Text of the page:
Absence of duplication of chromosome 21 genes in familial and sporadic Alzheimer's disease

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Science  30 Oct 1987:
Vol. 238, Issue 4827, pp. 664-666
DOI: 10.1126/science.2890206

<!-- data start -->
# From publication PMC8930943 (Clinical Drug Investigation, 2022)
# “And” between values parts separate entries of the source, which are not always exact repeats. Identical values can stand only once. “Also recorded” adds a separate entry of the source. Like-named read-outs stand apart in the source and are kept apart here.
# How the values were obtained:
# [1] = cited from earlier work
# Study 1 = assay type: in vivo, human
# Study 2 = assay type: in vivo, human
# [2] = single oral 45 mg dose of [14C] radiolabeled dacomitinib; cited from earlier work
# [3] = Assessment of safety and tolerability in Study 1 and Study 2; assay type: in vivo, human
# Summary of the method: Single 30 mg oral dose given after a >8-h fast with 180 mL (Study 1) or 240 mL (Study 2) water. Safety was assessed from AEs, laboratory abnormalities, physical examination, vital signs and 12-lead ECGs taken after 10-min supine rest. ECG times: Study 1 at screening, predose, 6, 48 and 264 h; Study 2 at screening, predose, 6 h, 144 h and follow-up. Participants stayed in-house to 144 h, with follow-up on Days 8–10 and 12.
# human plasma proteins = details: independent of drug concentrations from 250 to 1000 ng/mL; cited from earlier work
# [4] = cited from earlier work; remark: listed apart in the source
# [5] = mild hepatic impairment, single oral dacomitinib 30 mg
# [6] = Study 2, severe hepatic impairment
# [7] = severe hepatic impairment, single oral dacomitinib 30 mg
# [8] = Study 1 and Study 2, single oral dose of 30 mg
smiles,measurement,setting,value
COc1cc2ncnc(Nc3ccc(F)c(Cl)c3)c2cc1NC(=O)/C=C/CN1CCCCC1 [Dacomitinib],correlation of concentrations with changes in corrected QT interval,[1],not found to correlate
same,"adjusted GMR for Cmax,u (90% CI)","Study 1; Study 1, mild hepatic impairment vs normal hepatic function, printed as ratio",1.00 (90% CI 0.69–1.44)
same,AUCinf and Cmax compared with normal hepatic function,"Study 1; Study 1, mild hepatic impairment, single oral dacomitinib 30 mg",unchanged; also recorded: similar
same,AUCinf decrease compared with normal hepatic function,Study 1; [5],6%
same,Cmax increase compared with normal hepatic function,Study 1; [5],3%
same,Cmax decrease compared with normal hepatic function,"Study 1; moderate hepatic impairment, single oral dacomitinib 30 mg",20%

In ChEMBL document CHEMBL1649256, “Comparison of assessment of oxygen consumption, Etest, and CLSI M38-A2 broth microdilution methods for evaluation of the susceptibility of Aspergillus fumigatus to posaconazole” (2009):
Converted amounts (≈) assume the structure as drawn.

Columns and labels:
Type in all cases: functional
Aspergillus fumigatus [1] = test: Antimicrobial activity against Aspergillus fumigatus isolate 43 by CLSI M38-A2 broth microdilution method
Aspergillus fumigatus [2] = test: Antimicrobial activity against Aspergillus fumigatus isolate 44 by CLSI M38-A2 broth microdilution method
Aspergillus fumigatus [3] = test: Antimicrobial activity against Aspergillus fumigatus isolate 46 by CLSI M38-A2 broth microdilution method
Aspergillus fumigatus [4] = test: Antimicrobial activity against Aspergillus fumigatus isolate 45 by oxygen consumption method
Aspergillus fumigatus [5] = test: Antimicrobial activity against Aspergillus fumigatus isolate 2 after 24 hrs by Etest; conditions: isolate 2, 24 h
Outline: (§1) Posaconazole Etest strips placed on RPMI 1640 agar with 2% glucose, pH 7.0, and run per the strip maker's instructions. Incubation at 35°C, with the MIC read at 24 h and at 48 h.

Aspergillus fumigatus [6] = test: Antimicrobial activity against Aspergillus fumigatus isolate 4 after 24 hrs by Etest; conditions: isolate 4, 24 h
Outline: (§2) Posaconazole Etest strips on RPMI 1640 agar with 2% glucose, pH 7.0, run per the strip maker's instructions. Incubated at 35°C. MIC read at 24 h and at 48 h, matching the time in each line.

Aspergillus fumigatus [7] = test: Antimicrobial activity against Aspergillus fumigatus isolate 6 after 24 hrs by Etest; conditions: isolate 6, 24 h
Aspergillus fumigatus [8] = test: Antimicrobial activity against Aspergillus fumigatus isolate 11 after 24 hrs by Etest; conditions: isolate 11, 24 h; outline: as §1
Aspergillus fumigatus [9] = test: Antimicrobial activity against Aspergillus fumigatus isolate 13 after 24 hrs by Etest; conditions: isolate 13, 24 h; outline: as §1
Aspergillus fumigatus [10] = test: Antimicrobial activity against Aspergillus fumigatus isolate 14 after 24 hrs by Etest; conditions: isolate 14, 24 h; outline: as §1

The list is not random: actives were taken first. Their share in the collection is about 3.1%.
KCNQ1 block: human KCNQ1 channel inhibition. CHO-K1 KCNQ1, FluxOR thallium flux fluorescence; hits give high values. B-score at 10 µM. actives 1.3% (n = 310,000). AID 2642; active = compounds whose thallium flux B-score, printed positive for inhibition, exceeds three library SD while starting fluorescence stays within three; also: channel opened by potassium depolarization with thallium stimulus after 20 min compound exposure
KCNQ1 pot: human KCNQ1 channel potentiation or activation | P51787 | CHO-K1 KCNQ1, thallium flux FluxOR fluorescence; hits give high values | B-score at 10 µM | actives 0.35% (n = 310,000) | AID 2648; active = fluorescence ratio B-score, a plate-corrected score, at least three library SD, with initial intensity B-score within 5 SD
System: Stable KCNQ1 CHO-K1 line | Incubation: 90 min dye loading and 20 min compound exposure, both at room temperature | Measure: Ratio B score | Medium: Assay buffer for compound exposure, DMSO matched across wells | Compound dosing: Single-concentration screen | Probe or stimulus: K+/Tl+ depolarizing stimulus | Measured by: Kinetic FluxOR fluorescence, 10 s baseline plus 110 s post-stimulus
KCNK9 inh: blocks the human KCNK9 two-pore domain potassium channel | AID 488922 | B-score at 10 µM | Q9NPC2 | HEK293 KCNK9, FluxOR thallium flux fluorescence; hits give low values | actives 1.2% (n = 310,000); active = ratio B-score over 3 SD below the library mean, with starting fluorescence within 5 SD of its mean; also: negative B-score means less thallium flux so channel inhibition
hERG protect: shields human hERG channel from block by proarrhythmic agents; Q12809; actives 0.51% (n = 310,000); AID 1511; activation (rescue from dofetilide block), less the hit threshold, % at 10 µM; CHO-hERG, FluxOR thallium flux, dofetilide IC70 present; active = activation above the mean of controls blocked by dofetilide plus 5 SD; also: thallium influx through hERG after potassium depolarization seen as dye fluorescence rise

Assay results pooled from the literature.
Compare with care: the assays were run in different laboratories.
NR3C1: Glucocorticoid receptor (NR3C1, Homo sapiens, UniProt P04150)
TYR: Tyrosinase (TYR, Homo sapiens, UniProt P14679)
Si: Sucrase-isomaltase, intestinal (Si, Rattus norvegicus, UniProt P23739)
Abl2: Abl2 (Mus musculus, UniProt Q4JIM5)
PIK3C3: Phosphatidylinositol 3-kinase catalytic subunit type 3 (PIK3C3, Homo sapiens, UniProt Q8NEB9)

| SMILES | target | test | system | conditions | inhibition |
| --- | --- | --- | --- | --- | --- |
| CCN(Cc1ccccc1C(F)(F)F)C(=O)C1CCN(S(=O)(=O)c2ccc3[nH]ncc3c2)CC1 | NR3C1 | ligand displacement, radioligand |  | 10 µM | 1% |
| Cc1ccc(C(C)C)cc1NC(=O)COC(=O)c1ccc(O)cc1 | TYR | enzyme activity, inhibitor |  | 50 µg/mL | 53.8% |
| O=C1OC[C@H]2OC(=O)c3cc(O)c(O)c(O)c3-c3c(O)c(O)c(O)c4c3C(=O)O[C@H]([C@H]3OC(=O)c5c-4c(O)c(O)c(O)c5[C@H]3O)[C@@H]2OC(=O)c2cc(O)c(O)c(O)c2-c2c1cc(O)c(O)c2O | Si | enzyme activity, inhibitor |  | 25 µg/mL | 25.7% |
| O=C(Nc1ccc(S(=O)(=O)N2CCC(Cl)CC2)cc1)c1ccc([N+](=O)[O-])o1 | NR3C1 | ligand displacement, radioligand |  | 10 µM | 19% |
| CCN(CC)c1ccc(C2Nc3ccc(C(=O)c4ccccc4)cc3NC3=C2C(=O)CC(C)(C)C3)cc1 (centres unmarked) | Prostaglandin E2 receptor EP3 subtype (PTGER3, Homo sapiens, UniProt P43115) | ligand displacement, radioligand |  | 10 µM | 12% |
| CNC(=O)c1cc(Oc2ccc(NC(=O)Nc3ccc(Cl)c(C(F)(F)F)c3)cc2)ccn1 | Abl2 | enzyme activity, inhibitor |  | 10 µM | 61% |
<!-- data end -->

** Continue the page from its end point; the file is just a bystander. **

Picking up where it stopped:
The possibility that Alzheimer's disease (AD) is caused by overexpression or duplication of one or more genes on chromosome 21 has been raised by the observation of AD-like neuropathologic changes in individuals with Down syndrome and by the mapping of both the defect for familial AD and the amyloid beta protein gene to this autosome. Possible duplication on chromosome 21 was investigated in both familial and sporadic AD by means of restriction fragment length polymorphisms for the amyloid and SODI loci, as well as for DNA markers in the vicinity of the familial AD defect and in the critical Down syndrome region of chromosome 21. No evidence of increased DNA dosage was observed in either brain or leukocytes of patients with inherited or sporadic forms of AD. Duplication of these regions is therefore not a frequent event in either form of AD. Furthermore, no significant allelic association was detected between AD and any of the loci, including the amyloid and SODI genes, providing no support for the hypothesis that defects in these specific genes are the primary cause of AD.

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